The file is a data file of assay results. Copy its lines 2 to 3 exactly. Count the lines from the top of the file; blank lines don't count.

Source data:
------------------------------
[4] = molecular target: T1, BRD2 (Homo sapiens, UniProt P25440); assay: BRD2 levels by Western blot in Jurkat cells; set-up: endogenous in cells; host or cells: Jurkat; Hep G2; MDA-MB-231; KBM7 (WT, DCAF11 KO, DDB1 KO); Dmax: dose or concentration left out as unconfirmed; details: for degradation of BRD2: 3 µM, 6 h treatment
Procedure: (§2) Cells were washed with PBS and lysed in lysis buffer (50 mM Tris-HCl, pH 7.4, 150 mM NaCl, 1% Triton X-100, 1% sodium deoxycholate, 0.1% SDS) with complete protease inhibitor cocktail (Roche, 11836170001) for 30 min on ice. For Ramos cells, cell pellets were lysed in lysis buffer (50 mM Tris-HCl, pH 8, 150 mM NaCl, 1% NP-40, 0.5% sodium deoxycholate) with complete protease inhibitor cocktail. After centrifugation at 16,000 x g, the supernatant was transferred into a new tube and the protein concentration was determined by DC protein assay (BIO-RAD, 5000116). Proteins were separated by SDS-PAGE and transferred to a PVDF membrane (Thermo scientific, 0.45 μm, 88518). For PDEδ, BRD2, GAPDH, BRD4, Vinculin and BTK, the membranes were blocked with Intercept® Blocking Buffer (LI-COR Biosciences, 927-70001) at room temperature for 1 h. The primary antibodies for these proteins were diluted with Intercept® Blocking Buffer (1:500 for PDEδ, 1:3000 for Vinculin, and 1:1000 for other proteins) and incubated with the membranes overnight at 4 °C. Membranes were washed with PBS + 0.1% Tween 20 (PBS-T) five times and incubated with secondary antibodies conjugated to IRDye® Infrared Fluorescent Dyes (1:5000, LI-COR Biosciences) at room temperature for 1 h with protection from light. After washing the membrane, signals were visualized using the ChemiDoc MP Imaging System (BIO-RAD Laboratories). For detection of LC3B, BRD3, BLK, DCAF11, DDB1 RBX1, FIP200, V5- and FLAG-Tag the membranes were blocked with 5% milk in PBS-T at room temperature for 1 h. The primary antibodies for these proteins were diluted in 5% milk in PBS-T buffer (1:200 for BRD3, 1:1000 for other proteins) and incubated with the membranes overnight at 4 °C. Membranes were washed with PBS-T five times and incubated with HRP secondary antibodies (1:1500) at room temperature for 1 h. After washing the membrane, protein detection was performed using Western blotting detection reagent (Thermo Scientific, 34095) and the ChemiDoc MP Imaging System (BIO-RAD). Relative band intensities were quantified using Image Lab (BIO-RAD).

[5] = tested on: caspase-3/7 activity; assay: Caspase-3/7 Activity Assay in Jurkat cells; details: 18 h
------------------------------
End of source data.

Procedure: (§2) Cells were washed with PBS and lysed in lysis buffer (50 mM Tris-HCl, pH 7.4, 150 mM NaCl, 1% Triton X-100, 1% sodium deoxycholate, 0.1% SDS) with complete protease inhibitor cocktail (Roche, 11836170001) for 30 min on ice. For Ramos cells, cell pellets were lysed in lysis buffer (50 mM Tris-HCl, pH 8, 150 mM NaCl, 1% NP-40, 0.5% sodium deoxycholate) with complete protease inhibitor cocktail. After centrifugation at 16,000 x g, the supernatant was transferred into a new tube and the protein concentration was determined by DC protein assay (BIO-RAD, 5000116). Proteins were separated by SDS-PAGE and transferred to a PVDF membrane (Thermo scientific, 0.45 μm, 88518). For PDEδ, BRD2, GAPDH, BRD4, Vinculin and BTK, the membranes were blocked with Intercept® Blocking Buffer (LI-COR Biosciences, 927-70001) at room temperature for 1 h. The primary antibodies for these proteins were diluted with Intercept® Blocking Buffer (1:500 for PDEδ, 1:3000 for Vinculin, and 1:1000 for other proteins) and incubated with the membranes overnight at 4 °C. Membranes were washed with PBS + 0.1% Tween 20 (PBS-T) five times and incubated with secondary antibodies conjugated to IRDye® Infrared Fluorescent Dyes (1:5000, LI-COR Biosciences) at room temperature for 1 h with protection from light. After washing the membrane, signals were visualized using the ChemiDoc MP Imaging System (BIO-RAD Laboratories). For detection of LC3B, BRD3, BLK, DCAF11, DDB1 RBX1, FIP200, V5- and FLAG-Tag the membranes were blocked with 5% milk in PBS-T at room temperature for 1 h. The primary antibodies for these proteins were diluted in 5% milk in PBS-T buffer (1:200 for BRD3, 1:1000 for other proteins) and incubated with the membranes overnight at 4 °C. Membranes were washed with PBS-T five times and incubated with HRP secondary antibodies (1:1500) at room temperature for 1 h. After washing the membrane, protein detection was performed using Western blotting detection reagent (Thermo Scientific, 34095) and the ChemiDoc MP Imaging System (BIO-RAD). Relative band intensities were quantified using Image Lab (BIO-RAD).

[5] = tested on: caspase-3/7 activity; assay: Caspase-3/7 Activity Assay in Jurkat cells; details: 18 h